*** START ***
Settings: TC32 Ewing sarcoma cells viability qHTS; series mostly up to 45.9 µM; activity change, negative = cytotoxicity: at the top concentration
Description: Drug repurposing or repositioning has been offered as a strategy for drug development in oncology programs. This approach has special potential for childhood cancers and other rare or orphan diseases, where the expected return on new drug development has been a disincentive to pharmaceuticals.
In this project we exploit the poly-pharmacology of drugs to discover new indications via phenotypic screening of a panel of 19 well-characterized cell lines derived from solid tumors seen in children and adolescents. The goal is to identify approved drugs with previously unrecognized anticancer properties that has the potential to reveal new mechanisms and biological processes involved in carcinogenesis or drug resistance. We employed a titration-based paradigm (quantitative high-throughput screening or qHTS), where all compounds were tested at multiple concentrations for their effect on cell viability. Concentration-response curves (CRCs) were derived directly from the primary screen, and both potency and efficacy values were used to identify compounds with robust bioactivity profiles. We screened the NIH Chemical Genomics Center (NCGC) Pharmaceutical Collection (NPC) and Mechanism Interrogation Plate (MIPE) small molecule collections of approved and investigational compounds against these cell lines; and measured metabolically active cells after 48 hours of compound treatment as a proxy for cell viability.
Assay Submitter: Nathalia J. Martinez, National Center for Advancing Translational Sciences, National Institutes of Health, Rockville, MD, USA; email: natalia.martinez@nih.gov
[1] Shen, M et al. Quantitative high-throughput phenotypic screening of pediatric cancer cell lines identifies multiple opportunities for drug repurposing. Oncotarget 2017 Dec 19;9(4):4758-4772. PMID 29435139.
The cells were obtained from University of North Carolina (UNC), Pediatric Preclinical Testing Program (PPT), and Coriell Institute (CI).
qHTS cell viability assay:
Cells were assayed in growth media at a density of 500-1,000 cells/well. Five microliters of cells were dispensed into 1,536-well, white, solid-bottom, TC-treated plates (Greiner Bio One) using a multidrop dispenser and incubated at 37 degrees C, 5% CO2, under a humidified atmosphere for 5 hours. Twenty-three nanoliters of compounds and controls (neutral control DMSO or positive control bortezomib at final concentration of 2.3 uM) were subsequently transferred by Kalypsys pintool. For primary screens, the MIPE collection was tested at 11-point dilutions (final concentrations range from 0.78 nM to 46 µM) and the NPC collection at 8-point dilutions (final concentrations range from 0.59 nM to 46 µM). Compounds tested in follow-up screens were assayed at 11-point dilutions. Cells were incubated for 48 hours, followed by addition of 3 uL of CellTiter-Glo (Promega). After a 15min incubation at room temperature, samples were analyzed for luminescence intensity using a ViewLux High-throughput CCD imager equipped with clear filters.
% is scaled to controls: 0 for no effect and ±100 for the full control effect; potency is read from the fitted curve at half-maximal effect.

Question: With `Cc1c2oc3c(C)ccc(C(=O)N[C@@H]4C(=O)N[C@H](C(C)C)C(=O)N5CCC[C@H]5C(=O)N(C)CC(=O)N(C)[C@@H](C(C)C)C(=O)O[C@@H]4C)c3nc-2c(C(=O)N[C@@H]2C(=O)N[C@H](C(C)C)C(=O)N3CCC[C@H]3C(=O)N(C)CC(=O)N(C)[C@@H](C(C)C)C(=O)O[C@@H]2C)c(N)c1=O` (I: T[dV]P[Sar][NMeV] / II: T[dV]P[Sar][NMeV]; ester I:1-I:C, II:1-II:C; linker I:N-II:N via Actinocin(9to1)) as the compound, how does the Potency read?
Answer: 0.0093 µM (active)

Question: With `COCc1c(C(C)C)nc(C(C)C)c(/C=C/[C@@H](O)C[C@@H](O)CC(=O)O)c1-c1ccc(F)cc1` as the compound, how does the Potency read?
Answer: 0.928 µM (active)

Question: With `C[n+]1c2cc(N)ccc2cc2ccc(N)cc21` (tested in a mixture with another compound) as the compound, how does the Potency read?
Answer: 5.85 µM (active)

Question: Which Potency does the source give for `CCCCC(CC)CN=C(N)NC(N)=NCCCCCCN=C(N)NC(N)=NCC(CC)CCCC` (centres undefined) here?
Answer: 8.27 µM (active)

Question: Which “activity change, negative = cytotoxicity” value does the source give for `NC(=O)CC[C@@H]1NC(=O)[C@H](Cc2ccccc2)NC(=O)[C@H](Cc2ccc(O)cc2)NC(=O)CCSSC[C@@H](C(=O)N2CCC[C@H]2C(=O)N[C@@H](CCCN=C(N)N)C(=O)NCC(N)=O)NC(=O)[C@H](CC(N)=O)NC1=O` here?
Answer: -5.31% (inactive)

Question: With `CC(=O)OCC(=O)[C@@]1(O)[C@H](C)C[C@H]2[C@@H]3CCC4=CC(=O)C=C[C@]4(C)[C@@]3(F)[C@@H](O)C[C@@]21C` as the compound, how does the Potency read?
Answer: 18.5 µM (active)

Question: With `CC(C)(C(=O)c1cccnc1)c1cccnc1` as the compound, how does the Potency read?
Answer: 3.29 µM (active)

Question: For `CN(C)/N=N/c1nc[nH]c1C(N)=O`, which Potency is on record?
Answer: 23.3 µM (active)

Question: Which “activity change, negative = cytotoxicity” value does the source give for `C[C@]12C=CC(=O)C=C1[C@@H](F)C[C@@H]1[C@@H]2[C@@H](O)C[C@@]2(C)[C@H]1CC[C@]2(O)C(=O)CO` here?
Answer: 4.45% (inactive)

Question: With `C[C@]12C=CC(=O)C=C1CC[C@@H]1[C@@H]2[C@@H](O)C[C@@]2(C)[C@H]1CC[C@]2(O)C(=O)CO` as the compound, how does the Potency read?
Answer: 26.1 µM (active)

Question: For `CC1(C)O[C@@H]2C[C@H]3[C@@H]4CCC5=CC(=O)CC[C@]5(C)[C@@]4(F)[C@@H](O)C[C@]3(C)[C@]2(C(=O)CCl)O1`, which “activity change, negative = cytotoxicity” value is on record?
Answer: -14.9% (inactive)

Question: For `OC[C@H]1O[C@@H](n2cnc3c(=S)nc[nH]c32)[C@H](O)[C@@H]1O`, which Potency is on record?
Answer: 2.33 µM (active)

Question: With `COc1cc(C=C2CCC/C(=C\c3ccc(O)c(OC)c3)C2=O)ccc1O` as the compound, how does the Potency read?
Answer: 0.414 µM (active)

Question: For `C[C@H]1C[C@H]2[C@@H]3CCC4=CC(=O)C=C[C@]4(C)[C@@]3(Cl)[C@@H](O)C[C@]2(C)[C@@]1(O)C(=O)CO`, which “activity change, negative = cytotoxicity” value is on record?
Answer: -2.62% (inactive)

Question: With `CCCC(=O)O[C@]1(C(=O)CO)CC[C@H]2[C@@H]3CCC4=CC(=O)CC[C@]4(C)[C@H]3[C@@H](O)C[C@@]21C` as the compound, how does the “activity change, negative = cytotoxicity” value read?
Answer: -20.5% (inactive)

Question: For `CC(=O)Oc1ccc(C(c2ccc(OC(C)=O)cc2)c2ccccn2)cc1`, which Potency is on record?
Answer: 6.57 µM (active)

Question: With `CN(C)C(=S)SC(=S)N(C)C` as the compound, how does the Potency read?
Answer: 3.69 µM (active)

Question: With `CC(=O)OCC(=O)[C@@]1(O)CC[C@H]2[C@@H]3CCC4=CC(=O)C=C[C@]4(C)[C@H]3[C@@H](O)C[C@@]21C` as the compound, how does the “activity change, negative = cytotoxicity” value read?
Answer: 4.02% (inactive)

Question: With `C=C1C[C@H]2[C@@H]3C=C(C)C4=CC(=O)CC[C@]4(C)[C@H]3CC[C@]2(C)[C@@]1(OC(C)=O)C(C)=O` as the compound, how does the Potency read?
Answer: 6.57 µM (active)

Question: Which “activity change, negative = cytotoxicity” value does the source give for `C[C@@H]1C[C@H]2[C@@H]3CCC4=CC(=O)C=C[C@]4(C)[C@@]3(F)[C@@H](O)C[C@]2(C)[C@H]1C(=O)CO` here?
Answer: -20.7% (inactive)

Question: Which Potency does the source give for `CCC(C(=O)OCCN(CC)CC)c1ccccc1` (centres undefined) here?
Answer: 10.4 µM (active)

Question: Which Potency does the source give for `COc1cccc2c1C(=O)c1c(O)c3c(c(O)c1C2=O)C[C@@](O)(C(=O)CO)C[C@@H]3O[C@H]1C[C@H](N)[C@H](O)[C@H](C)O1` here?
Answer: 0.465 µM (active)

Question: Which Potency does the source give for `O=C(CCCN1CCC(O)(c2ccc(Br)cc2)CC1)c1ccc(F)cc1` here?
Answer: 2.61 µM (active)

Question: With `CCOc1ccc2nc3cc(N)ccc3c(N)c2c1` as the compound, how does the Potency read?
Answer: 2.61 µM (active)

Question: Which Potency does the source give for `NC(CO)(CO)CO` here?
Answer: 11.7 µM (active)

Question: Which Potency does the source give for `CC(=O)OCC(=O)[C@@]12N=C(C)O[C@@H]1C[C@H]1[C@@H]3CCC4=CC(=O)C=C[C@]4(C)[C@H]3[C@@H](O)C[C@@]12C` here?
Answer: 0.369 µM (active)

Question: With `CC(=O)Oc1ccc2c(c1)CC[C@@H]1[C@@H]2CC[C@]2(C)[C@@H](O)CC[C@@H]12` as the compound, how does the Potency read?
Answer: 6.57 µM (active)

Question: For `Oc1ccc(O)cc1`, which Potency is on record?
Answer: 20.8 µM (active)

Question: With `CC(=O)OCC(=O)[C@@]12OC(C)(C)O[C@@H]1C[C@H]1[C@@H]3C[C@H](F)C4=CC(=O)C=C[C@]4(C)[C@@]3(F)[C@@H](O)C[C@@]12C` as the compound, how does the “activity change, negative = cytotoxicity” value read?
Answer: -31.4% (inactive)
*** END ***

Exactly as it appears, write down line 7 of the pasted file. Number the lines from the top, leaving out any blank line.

qHTS cell viability assay: